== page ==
One day my senior year in college I woke up and started crying in the shower. And the next day I cried in the shower and the day after that I cried in the shower… This went on for days, weeks—it seemed like forever. My boyfriend who I have lived with all through college left me. I wanted to quit school, thankfully my mother didn’t let me. I was diagnosed with depression and given various drugs that gave me all kinds of side effects from migraines to ER visits.
Flash forward a year later—still a science experiment.
After 3 days of not sleeping and horrible hallucinations I went into the doctor’s office. She looked at me and said you are not depressed. You are either bipolar or schizophrenic and I CAN”T help you.
I look at that day as perhaps the worst or best day of my life. That day I found the doctor that saved my life. One glance at me and he said, she’s on fire. After about 2 1/2 years of playing a guinea pig to the medication; I found myself out of the fog. That was always my fear of the medication that somewhere along the way I would drug my soul out.
Here I am 10 years later…and bipolar is part of me a big part. I like to call it my joker in the deck of cards I was given. You never know when it is going to be thrown out. It is hard, I am resentful of this disease, but I am open to the treatment. Because it allows me to play my part in the world.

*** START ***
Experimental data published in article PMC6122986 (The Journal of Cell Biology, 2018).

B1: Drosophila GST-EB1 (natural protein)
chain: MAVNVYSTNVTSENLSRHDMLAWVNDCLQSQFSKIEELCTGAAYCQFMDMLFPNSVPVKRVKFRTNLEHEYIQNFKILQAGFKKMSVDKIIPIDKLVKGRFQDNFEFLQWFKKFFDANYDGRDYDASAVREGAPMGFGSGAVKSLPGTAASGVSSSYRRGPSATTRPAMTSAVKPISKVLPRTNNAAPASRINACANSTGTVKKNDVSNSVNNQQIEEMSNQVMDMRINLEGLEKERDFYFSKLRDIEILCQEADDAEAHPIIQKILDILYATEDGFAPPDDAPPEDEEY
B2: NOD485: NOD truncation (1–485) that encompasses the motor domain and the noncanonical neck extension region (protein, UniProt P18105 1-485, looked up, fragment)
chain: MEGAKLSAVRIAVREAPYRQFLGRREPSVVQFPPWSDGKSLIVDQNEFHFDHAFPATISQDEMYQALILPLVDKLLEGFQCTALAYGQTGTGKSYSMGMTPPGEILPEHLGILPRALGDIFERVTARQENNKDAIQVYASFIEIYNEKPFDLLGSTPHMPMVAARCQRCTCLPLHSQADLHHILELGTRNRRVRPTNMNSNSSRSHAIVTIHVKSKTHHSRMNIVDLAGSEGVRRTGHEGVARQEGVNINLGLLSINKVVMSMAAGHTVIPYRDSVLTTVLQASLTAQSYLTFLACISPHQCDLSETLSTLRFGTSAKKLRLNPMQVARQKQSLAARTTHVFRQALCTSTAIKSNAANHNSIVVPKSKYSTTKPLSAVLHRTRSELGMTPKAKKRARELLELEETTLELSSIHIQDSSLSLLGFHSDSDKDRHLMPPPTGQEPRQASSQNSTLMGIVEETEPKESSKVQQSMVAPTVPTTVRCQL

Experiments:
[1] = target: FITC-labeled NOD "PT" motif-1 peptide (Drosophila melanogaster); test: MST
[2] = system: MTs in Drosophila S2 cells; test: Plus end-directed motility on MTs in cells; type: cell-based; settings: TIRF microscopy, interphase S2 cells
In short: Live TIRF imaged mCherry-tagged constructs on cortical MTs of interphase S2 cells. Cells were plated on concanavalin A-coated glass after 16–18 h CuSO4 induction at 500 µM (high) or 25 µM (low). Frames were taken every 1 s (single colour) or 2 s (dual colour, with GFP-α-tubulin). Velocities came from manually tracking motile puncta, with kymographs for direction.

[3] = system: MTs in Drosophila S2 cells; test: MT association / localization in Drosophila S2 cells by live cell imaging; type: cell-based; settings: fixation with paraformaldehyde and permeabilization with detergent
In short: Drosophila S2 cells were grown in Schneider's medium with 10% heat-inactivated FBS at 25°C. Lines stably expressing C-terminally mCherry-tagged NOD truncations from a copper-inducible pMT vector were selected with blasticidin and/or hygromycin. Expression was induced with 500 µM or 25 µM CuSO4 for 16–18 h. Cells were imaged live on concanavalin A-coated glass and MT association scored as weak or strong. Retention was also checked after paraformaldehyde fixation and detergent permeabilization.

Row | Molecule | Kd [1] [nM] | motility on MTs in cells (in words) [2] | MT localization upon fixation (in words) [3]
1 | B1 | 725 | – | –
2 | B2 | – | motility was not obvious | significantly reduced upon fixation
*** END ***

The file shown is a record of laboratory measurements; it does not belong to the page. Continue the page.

The world that I love—my marriage, my friends, my family..
My treatment has allowed me to experience the life I wanted before bipolar was part of my every day vocabulary.
But that day, the worst day. I was forced to STOP, be still. At 22. Be still. That day taught me more than anything about compassion. Compassion for those that must be still when the world is too much.
Be still. Be compassionate. Be patient. Be open because the sadness is not madness. The energy in you soul is your fight to get to the other side of the darkness.